So what was giving these guys the wrong impression? As it turns out, it was my voice. My cool, unnaturally-deep-for-a-woman, never-shrill voice.

And if I'm honest, I always prided myself on not sounding 'like other girls.' No uptalk or high-pitched squeals of glee from me. I thought I sounded smarter and more serious. Talk about internalized misogyny.

This isn't just me though. There is a societal double bind that forces women to spend an inordinate amount of time thinking about the right pitch and tone for each situation.

Just consider the advice that Democratic-debate coach Christine Jahnke gave female candidates to avoid being labeled as shrill: "… go slow and low. Very purposefully slow your pace and lower the tone a bit, because that will add meaning or gravitas to whatever it is you're talking about."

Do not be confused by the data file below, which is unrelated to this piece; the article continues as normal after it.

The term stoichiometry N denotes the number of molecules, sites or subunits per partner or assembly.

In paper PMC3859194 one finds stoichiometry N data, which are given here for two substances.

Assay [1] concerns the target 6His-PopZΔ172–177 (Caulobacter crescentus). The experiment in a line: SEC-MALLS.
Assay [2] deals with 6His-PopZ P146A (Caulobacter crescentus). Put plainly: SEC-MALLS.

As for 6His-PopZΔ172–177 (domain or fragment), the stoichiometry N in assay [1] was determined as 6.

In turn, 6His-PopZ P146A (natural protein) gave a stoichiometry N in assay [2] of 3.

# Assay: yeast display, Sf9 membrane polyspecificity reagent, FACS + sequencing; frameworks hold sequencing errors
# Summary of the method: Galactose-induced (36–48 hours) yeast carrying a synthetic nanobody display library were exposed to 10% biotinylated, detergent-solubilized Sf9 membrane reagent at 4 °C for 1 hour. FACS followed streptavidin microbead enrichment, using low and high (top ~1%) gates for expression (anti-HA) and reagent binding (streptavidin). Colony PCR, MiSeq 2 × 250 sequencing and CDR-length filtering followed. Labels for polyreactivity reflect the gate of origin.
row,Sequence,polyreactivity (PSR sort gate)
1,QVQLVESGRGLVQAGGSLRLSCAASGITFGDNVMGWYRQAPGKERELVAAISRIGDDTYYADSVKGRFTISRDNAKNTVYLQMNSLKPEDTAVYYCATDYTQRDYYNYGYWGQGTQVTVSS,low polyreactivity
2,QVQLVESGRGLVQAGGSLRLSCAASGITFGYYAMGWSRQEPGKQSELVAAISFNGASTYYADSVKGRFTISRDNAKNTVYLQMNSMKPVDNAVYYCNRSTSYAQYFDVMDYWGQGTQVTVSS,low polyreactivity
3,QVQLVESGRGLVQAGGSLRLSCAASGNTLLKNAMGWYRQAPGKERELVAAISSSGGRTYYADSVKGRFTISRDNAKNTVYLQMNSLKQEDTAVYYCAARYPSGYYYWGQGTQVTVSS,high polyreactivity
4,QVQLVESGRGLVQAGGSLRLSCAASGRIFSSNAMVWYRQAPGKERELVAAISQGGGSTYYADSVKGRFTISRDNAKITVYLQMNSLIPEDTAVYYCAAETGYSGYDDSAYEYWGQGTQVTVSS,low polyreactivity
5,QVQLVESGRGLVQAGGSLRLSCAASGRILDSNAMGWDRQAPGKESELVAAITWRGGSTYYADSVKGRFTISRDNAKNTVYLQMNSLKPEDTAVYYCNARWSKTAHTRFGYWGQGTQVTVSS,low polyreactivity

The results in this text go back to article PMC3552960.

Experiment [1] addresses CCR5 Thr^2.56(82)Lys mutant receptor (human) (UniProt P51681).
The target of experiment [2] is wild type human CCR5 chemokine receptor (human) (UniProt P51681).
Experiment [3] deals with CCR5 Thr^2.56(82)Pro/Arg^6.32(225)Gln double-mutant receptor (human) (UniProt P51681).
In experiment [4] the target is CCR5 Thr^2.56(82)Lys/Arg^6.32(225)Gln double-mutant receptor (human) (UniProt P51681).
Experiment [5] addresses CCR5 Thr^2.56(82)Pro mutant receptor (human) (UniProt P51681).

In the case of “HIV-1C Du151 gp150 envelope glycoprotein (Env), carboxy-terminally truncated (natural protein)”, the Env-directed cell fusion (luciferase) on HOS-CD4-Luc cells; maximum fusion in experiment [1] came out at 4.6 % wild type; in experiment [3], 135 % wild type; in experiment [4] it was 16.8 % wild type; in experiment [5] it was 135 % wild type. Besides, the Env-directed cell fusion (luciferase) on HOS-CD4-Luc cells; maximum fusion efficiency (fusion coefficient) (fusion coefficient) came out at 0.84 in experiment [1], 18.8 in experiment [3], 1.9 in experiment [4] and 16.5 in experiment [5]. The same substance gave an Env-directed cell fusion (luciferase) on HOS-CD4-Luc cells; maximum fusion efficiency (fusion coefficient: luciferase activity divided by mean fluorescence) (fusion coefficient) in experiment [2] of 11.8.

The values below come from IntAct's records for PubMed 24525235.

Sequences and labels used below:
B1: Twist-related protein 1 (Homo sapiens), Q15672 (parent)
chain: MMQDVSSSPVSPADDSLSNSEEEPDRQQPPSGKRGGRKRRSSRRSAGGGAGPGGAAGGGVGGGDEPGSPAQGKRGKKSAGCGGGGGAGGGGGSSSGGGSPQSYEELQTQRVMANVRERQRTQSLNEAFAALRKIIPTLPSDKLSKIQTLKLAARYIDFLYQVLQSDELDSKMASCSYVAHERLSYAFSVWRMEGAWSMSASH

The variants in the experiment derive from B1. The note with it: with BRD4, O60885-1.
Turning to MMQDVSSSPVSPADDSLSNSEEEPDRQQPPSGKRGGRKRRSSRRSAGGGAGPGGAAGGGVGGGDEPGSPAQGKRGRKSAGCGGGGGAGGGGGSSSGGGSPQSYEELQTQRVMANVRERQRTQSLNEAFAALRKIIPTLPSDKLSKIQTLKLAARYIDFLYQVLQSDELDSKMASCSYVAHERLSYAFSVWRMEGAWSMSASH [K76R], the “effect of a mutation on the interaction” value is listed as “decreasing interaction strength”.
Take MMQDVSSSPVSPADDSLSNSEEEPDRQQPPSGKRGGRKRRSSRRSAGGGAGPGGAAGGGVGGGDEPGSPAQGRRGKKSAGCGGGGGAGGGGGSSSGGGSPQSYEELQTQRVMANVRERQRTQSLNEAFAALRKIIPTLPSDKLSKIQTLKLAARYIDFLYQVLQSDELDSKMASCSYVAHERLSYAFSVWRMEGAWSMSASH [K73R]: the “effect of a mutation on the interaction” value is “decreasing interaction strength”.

In a nutshell: try and sound chill, not shrill.

What I didn't know, until recently, is how this bias against women's natural voices is being reinforced and amplified by century-old technology. (Just one of many examples of how technology designed by and for men ends up hurting women in the long-run.)

Author Tina Tallon explains this little-known fact in her recent New Yorker article, summarized below:

How 20th Century Tech Is Holding 21st Century Women Back

With the rise of commercial broadcast radio in the 1920s, women's voices began getting critiqued. As Tallon explains, station directors asserted that "women sounded 'shrill,' 'nasal,' and 'distorted.'" So when industry standards were set, directors didn't take women's voices into account.

When Congress limited the bandwidth available to each radio station in 1927, station directors set a bandwidth that would provide the minimum amount of information necessary to understand "human" speech.

They used lower voices as their benchmark, so the higher frequency components of women's speech necessary to understand certain consonants were cut, making women's voices less intelligible.